Molecular mimicry is one of the leading mechanisms for pathogens (e.g. infections), chemical agents (e.g. toxins, environmental chemicals, mould, fungi, covid vaccines) and other molecules (e.g. gluten, casein) to cause autoimmunity. It happens because the similarities between the foreign and self-peptides (building blocks of protein) confuse the immune system in a predisposed individual into thinking that all the sequences are foreign. The immune system then unleashes its fire power, only it ends up destroying the body’s healthy cells instead of a bunch of marauding foreign cells. It’s a case of immune warfare that induces 'friendly fire' through mistaken identity. But the consequences can be serious as the constantly expanding list of autoimmune diseases demonstrates.
This is why it should be Your Right to kNOw how your risk of developing an autoimmune disease may be impacted by the vaccines depending on your genetic predisposition, state of health and exposure to triggers.
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Molecular mimicry and autoimmunity
In the natural world, various organisms use imitation or mimicry to outwit predators or gain competitive advantage. Mimicry isn’t restricted only to the outward appearance of organisms. It can also happen at the molecular level, being called molecular mimicry. For over 30 years, scientists have known that one particular kind of molecular mimicry — where genetic sequences of both a microbe and its host are shared — can lead to the host attacking its own cells or tissues in a case of mistaken identity. In such cases autoimmune disease can be an inevitability.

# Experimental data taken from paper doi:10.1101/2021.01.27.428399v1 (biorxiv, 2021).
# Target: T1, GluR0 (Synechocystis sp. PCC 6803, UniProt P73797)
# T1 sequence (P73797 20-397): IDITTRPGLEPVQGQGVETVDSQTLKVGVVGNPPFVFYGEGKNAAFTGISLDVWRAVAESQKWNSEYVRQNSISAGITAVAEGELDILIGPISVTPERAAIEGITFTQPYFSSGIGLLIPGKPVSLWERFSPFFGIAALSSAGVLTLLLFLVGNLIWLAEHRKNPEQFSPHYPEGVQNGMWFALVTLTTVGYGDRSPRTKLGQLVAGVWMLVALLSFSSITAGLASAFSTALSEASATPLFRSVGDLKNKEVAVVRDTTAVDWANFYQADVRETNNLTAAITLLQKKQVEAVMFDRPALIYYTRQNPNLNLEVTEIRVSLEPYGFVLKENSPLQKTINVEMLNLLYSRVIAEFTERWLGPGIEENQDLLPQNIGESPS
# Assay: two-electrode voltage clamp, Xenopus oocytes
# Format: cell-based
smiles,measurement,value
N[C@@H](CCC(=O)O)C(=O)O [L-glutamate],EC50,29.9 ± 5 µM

Autoimmune diseases can develop at almost any age, but are more common in women. They can be triggered when there’s a ‘perfect storm’ of genetic predisposition, vulnerable barriers — like a leaky gut or a chronic skin problem — and exposure to one or more triggers. These triggers can range from the foods we eat, the pollutants we inhale or absorb through our skins, the lifestyles we lead, or trauma or chronic stress.
It’s now clear that molecular mimicry can be a big problem both for those infected by the SARS-CoV-2 virus - but also from the vaccines, most of which are based on antigens built around the spike protein of the virus. The SARS-CoV-2 spike protein shares 26 peptide sequences with the human genome so molecular mimicry is more than a just theoretical possibility. Autoimmune experts were concerned about this risk early on in the pandemic and hoped it might be taken into account in the warp speed development of the vaccines. No such luck. Now we’ve not only got a loaded gun in the form of a possible mechanism — molecular mimicry — but also a smoking gun. This comes in the form of the widely reported blood clots linked to the vaccines. These are the result of autoimmune reactions that cause both thrombosis - blood clots - and cytopenia - low platelets. The condition is now formally recognized by health authorities and is referred to as ‘vaccine-induced immune thrombotic thrombocytopenia’ or VITT for short. It’s fortunately rare but there’s currently no way of predicting who’s going to get it - and it can be very serious or even deadly.
The bottom line is anyone who’s already got or has had an autoimmune disease, or has a genetic predisposition for autoimmunity, is going to be more at risk of getting a potentially life-threatening autoimmune reaction to any of the experimental, emergency authorized COVID vaccines.
In our next video in the series, we’re going to explain some of the legal and ethical implications of the growing discrimination against the autoimmune - and what we can do about it.